The U.S. Catholic bishops issued a statement, “Catholics in Political Life,” in the teeth of a controversy during the 2004 presidential campaign over whether the Democratic candidate, Sen. John Kerry, a Catholic, should be barred from receiving holy Communion because of his pro-choice voting record on abortion-related issues.
The statement expressed concern about the risk that “sacramental practice can be misused for political ends.”
“Given the wide range of circumstances involved in arriving at a prudential judgment on a matter of this seriousness,” the statement pointed out, “we recognize that such decisions rest with the individual bishop in accord with established canonical and pastoral principles. Bishops can legitimately make different judgments on the most prudent course of pastoral action.”
In the end, the statement walked a fine line. It avoided both condemning a handful of fellow bishops who had come close to politicizing the Eucharist and giving pro-choice Catholic politicians a pass on the abortion issue. It also insisted that Catholic institutions “should not honor those who act in defiance of our fundamental moral principles. They should not be given awards, honors or platforms which would suggest support for their actions.”
This has been taken to mean no honorary degrees from Catholic universities and colleges and no speaking engagements at Catholic parishes and academic institutions.
In fact, there have been a number of instances in recent years in which public figures, Catholic and non-Catholic alike, have been barred from receiving such honors and being given such platforms. The problem has been that Catholic officials have been highly selective in applying the standard of “defiance of our fundamental moral principles.”
Those “fundamental moral principles” have been almost exclusively limited to teachings concerned with human sexuality and reproduction — in other words, abortion, homosexuality, contraception, embryonic stem-cell research and the like.
Potential honorees and speakers who have, for example, supported the pre-emptive war in Iraq, opposed immigration reform that would reach out in some effective way to the 12 million or more undocumented aliens in the United States, made light of the problem of global warming and other environmental concerns, or favored capital punishment are not subject to this kind of prior censorship.
The most recent case involved the barring of a speaker in the Archdiocese of St. Paul and Minneapolis. Dr. Steven Miles, a member of the faculty at the University of Minnesota’s Center for Bioethics and described by the Minneapolis Star Tribune as “a world-renowned scholar, author and anti-torture activist,” had been invited months earlier to speak about torture and its effects on society at St. Joan of Arc Parish in Minneapolis.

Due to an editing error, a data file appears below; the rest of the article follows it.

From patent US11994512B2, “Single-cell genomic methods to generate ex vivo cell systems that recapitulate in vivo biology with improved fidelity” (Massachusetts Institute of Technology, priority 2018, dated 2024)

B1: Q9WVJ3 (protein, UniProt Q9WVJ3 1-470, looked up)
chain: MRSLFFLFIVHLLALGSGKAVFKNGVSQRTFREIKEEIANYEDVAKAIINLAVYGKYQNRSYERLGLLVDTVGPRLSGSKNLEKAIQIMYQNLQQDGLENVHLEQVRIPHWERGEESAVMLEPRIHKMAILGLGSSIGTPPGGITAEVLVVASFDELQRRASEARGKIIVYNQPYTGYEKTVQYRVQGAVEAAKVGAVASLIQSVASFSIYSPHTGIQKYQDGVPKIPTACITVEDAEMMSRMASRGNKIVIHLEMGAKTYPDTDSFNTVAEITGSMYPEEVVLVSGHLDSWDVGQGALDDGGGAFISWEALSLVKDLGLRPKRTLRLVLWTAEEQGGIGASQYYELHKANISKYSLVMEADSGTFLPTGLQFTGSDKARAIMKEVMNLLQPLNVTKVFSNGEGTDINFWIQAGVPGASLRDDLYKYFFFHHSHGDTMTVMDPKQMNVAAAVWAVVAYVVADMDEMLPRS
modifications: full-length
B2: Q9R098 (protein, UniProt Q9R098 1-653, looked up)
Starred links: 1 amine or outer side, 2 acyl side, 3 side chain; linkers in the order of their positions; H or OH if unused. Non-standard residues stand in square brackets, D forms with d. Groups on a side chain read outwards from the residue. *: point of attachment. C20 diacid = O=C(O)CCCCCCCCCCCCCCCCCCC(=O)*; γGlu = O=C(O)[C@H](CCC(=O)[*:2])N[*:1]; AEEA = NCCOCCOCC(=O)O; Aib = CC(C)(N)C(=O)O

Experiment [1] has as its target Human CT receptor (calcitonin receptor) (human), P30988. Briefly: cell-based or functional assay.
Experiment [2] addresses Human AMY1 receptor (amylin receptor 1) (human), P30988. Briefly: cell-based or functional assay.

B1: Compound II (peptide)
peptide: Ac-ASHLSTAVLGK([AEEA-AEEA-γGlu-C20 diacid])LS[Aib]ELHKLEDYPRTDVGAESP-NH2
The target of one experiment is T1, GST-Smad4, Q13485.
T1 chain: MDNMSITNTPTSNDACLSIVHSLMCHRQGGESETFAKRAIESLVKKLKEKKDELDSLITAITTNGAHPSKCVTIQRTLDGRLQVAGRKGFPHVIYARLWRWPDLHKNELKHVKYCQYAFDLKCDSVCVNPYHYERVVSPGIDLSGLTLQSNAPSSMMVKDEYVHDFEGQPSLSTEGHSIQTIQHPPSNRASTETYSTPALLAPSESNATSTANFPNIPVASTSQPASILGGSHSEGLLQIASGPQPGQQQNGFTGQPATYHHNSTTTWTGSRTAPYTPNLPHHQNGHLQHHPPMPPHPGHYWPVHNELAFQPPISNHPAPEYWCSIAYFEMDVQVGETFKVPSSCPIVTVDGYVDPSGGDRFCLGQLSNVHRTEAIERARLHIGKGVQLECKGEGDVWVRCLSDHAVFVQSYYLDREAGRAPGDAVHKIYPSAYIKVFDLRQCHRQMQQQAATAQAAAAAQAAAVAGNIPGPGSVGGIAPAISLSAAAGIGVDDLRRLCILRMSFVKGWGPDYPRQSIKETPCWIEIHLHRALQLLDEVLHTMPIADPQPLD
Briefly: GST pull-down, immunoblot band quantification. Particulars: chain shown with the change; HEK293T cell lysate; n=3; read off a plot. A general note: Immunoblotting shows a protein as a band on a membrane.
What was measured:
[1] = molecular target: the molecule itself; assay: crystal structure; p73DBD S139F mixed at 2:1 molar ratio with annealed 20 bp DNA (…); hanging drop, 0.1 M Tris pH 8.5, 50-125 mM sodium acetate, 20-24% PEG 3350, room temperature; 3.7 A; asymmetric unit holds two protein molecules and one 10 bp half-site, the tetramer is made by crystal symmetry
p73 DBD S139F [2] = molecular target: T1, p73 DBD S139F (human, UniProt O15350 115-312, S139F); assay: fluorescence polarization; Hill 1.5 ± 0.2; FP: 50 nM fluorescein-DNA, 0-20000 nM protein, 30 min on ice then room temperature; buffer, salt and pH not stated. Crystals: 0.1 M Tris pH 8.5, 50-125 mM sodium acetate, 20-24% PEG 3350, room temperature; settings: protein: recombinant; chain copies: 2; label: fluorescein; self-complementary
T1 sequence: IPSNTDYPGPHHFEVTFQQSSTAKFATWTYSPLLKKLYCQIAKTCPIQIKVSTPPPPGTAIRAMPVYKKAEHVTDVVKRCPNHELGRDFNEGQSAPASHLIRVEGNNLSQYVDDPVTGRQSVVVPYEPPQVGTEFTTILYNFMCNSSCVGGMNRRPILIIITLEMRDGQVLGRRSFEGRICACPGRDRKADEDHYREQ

The invitation, which was to include an appearance at an adult-education class at St. Joan’s, had been extended by the parish’s peace-and-justice ministry. However, four days before Miles was scheduled to speak, the archdiocese intervened and ordered that he be disinvited.
According to the report in the Star Tribune, a spokesman for the archdiocese said that Miles had been prohibited from speaking at St. Joan’s because he supports abortion rights, a position “contrary to the teachings” of the Catholic Church. Miles acknowledged that he is pro-choice, but insisted that he had no intention of touching on the abortion issue and, furthermore, that he had given an advance copy of his talk on torture to the archdiocese.
He noted that representatives of St. Joan’s Parish had not asked him about his position “on abortion, euthanasia (he opposes it), divorce, papal infallibility or the Nicene Creed. The issue,” he said, “is whether I have something relevant to say to Catholics on torture.”
“Torture causes women to abort at a horrendous rate,” Miles pointed out in an interview with the Star Tribune, “and people who have been tortured are much more likely to commit suicide. The point is that an anti-torture campaign is a pro-life campaign.”
But as is too often the case, a whispering campaign developed against Miles after word of his forthcoming appearance at St. Joan’s appeared in the parish bulletin. Anti-abortion activists complained that Miles had testified, along with several other scientists, before a committee of the state legislature against the Minnesota Department of Health’s published claim that abortion increases the risk of breast cancer. The claim was subsequently withdrawn.
Miles did speak to a Catholic audience, but in a different venue. The question is: Was he, like others before him, subject to a double standard?
For some Catholics, it seems, pro-life still refers only to abortion.
Father McBrien is a professor of theology at the University of Notre Dame.